European Conference in Bonn focusses on “Nature-based-Solutions for adaption to climate change” Dissemination Poster session at Conference. Nature Based Solutions to Climate Change in Urban Areas and their Rural Surroundings, Linkages between Science, Policy and Pratice in Bonn, Germany.
How about “nature-based solutions“?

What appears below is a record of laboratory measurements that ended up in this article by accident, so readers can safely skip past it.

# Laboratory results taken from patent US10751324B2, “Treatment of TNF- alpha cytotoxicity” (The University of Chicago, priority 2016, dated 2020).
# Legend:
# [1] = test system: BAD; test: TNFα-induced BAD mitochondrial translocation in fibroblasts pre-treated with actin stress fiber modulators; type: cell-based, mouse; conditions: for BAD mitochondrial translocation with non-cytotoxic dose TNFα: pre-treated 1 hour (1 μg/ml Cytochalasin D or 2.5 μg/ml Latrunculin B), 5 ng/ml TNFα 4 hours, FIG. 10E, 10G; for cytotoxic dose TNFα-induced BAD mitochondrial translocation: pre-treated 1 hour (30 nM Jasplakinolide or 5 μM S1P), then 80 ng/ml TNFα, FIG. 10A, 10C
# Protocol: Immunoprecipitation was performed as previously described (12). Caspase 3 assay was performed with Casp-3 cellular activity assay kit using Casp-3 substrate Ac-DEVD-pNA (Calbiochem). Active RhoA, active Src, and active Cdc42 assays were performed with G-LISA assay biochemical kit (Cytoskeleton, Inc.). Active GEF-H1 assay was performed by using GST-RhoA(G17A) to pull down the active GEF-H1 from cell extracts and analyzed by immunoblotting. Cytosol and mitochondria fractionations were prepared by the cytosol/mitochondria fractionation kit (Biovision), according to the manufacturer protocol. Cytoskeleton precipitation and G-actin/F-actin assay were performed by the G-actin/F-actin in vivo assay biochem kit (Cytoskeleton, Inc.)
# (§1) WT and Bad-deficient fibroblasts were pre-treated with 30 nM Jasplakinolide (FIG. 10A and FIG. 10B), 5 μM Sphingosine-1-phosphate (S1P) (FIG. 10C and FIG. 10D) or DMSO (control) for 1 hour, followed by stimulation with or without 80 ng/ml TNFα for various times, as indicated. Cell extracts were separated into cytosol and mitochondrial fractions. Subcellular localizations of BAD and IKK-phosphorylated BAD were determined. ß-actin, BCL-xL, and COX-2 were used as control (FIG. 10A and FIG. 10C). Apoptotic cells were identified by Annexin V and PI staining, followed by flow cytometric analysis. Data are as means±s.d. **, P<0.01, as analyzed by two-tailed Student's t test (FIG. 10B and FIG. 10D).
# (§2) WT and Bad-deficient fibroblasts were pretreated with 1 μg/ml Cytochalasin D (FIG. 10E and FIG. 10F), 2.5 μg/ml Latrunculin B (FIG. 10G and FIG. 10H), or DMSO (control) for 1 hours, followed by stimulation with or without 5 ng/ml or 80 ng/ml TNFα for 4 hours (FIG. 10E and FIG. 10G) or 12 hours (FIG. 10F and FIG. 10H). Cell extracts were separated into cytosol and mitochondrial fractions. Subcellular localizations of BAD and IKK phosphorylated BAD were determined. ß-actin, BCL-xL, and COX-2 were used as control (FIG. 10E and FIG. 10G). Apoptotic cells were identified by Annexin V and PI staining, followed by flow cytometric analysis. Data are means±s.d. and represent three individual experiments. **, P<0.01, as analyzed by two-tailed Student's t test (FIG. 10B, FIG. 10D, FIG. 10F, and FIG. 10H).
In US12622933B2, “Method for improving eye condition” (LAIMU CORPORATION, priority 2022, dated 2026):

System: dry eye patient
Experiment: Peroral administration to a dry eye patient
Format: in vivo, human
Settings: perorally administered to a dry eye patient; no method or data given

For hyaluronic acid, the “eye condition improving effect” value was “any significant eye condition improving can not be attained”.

Is this a new buzzword instead of “Green Infrastructure” or “Eco System Services”? As it turned out during the ECBCC Conference in Bonn, it’s more likely to be a fusion of the latter. The term denominates a strategy to use the potential of nature-based approaches to offer sustainable and cost-effective solutions to climate change mitigation and adaptation while contributing to human well-being. During the conference the latest scientific findings on the impacts of climate change on European urban ecosystems were discussed. Different examples and case studies where shown. They proved how conservation measures and nature-based solutions within cities have been successfully implemented. The results of the discussions of policy issues in climate change and nature conservation in European urban areas are supposed to lead to recommendations for policy processes, scientific programs and practical implementation. TURAS case studies and demonstration sites provide as well good examples for nature-based solutions. That’s why Verband Region Stuttgart took part in the conference. Silvia Weidenbacher presented three TURAS posters during the poster session. Stuttgart’s regional climate adaption strategy of preserving open space with important functions for the production of fresh and cool air and for ventilation as framework led to vivid discussions with several observers about the necessity of integrated strategies on all relevant planning levels. The posters going more into detail and showing measures on-site completed the picture and stimulated the participants’ interest. They showed the green walls construction of the Green Living Room (Ludwigsburg, Germany) as well as the green roof research and demonstration in Barking Riverside (London, UK) done by University of East London. The idea of creating different “nature-imitated” structures (micro‐relief and micro‐habitats) to enhance biodiversity and at the same time increase water retention and mitigate the urban heat island effect was appreciated as an excellent example for the multi-benefit of nature-based solutions. As a résumé of the speeches, discussions and the poster exhibition it became quite clear that the TURAS position of doing things differently follows the same line as the conference’s approach.